Nappy rash


Irritant diaper dermatitis (IDD, also called a diaper/nappy rash) is a generic term applied to skin rash in the diaper nappy area that are caused by various skin disorders and/or irritants.

Generic irritant diaper/nappy dermatitis is characterized by joined patches of erythema and scaling mainly seen on the convex surfaces, with the skin folds spared.

Diaper/nappy dermatitis with secondary bacterial or fungal involvement tends to spread to concave surfaces (i.e. skin folds), as well as convex surfaces, and often exhibits a central red, beefy erythema with satellite pustules around the border.

It is usually considered a form of irritant contact dermatitis. The word "diaper" is in the name not because the diaper/nappy itself causes the rash but rather because the rash is associated with diaper use, being caused by the materials trapped by the diaper (usually feces). Allergic contact dermatitis has also been suggested, but there is little evidence for this cause. In adults with incontinence (fecal, urinary, or both), the rash is sometimes called incontinence-associated dermatitis (IAD).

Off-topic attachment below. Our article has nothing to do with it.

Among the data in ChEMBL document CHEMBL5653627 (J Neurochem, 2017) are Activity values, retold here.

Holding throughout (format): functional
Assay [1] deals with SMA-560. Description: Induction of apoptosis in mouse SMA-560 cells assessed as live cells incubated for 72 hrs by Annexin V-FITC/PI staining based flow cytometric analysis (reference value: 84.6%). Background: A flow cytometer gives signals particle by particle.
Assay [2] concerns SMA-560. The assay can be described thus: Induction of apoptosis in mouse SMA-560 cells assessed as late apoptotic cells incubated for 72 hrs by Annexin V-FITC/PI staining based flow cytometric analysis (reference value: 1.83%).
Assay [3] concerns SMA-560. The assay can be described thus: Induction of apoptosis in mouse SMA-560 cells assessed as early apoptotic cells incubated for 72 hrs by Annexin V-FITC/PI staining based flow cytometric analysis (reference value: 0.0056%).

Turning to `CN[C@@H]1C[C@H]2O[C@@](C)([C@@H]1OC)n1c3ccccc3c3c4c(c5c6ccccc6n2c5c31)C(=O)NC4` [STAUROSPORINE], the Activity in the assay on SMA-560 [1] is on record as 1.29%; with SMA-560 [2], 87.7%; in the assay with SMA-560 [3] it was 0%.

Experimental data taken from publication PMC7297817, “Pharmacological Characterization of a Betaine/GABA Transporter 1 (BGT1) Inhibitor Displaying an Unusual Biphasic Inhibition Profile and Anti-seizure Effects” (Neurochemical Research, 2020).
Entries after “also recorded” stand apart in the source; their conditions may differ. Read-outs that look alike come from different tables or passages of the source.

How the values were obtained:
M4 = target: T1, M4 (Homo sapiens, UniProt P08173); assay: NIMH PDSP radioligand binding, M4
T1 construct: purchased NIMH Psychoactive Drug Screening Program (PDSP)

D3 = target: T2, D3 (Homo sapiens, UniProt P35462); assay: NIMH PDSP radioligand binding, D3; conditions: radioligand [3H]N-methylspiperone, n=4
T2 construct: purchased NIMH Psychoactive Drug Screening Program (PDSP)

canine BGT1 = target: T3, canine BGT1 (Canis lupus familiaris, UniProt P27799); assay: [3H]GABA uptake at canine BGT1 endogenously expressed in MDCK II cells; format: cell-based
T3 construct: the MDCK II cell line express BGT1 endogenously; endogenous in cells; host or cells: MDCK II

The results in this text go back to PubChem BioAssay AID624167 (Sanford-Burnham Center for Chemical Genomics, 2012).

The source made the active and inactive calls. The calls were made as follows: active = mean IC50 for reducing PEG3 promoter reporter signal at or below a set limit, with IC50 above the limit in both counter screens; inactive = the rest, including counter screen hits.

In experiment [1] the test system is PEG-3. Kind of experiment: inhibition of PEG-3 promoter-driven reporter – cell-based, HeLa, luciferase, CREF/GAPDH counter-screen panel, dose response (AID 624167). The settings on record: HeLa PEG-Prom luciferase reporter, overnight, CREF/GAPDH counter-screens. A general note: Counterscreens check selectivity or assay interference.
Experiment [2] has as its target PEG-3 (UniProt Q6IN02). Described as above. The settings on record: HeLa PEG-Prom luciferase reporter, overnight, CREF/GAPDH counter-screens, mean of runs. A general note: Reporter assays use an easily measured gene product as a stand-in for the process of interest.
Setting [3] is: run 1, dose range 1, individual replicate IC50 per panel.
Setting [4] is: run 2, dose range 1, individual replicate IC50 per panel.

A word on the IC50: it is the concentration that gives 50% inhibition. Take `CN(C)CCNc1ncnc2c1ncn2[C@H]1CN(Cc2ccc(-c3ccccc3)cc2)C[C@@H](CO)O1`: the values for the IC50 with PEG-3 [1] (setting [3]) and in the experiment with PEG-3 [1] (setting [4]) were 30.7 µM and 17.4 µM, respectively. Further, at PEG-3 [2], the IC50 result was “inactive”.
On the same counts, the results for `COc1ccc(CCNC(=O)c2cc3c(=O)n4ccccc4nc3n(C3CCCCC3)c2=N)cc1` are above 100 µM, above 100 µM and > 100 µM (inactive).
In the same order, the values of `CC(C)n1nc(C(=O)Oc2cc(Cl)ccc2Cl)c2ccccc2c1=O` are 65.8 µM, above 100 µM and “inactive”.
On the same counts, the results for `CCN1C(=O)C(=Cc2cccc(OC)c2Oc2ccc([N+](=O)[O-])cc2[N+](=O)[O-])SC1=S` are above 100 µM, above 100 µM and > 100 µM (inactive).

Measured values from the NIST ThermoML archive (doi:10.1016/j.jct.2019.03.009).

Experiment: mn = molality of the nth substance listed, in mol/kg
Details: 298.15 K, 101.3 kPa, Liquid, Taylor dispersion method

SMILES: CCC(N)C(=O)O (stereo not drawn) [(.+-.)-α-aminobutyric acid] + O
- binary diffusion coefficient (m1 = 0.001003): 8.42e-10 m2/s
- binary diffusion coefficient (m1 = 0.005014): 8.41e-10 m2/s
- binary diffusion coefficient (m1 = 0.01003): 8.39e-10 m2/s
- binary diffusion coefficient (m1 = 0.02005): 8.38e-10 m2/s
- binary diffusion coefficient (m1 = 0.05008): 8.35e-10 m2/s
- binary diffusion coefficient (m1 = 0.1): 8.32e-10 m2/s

The term diaper candidiasis is used when a fungal origin is identified. The distinction is critical because the treatment (antifungals) is completely different.

Source: Wikipedia

(G) Very specific problems